Wednesday, May 21, 2008

Home at Last

Unbelievably, it has been 100 hours since my husband's release from the land of confinement. Our day didn't go exactly as planned (imagine that!) mostly because a blanket of fog threw itself on our little town and held my flight hostage. Instead of greeting him at the prison as he walked out, I had to wait a few extra hours for him to fly home. Our reunion took place exactly where I didn't want it to: in the tiny airport of our hometown; the hometown that's served as the stage and backdrop for all our recent family drama and where the members of our small community at once seem to play the role of audience, judge and critic.

Our day was filled mostly with work as our clients arrived only a few hours later. We had a "to-do" list a mile long, but we were trying to be thankful that we could at least tackle it together. As soon as we were hand in hand, shouldering the world seemed like more of a grand adventure than an obligatory burden. I felt complete for the first time in a long time. As for our first night together, it was all at once new and old, familiar and unfamiliar; it was a sweet evening marking both the beginning and the end.

Because of the conditions of my husband's probation, there are a lot of new boundaries to navigate through. First of all, his probation officer is playing God. A role I hear many of them feel compelled to play. My prayers are that this man takes a closer look at the sentencing report and realizes that his interpretation of it is completely off the mark. If he does not come to this conclusion on his own, then we'll be happy to watch him answer to a judge in a hearing. But truly, I'm praying God sends a lightening bolt down from the sky, zaps the probation officer on the head, and tells him to humbly remember his place. I'm trying to give this all to God, but I keep wrangling it out of his hands into mine like I can actually do something about it. I keep telling myself to be anxious about nothing... be anxious about nothing...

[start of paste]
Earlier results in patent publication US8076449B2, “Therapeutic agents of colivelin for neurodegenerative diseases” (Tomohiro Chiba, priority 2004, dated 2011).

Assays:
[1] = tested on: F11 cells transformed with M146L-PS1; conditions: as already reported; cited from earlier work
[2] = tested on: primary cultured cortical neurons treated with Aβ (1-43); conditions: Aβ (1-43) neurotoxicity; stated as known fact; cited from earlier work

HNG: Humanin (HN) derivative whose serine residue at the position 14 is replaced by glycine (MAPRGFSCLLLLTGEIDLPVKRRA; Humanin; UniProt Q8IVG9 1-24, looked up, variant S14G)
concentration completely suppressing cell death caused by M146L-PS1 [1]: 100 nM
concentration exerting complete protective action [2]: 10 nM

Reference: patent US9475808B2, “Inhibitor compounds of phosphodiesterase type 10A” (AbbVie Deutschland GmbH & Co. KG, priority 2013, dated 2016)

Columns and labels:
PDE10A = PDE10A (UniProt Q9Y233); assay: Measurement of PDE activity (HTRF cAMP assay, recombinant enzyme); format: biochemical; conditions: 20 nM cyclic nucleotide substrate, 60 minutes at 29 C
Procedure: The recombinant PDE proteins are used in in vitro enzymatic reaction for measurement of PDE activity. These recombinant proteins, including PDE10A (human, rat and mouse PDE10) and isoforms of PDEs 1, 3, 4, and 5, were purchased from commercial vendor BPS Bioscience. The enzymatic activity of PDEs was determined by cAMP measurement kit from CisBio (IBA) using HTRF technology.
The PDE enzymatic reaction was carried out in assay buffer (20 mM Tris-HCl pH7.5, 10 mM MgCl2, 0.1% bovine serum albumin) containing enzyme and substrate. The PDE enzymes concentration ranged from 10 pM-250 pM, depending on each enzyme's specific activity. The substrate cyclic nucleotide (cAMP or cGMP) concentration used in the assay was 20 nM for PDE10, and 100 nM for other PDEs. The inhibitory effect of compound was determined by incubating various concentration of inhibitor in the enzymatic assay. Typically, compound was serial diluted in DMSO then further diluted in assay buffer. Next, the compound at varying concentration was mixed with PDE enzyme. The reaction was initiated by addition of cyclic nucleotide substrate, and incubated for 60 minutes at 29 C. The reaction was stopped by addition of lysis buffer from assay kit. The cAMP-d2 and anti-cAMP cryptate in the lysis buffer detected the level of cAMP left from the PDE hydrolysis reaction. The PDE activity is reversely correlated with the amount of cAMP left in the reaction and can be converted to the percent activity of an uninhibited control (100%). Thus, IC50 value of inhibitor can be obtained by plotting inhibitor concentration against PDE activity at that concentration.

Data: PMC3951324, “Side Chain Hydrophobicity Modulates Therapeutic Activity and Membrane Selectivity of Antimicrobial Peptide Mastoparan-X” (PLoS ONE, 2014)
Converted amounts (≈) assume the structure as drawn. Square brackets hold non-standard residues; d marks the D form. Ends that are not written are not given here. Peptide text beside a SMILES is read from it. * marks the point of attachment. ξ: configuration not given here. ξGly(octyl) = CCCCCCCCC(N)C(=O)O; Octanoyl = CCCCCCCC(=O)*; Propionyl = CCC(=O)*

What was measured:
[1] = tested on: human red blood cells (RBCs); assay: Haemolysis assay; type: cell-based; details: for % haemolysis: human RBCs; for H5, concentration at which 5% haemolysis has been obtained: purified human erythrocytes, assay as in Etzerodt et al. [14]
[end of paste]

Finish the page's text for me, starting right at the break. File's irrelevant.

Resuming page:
When I visited my husband in prison, I was shocked at how he was treated. It was difficult watching the guards give him commands like he was mere poodle. On the outside, it is more of the same. He was to report to his probation officer at 8:00am on the first business morning after his release. Of course, he set aside the urgent task of training in some key staff members that were currently walking around in a daze, wasting our time and money, so he could make the appointment. When he arrived, the probation officer was out of town and his little helper made my husband fill out the same paperwork he filled out twice before. Little Helper then rescheduled my husband at a time where he will have to put more staff training aside. When he asked if the probation officer was out of town often, the response was, "why do you want to know?" Another suspicious government worker assuming that because a person is an ex-con, they are inherently evil and will suck the blood from their polyester-clad body only to be left in a decapitated pile of skin on the floor if they are civil enough to offer a straight answer or, heaven forbid, a little respect.

After two days in our home together, I had to come back down to see our kids through the end of the school year while he single-handedly runs the business. Now there is not only air, but a big old ocean and thousands of miles that distance us. My sheets are once again cold, and I can never seem to get as comfy on my pillow as I do on his arm.

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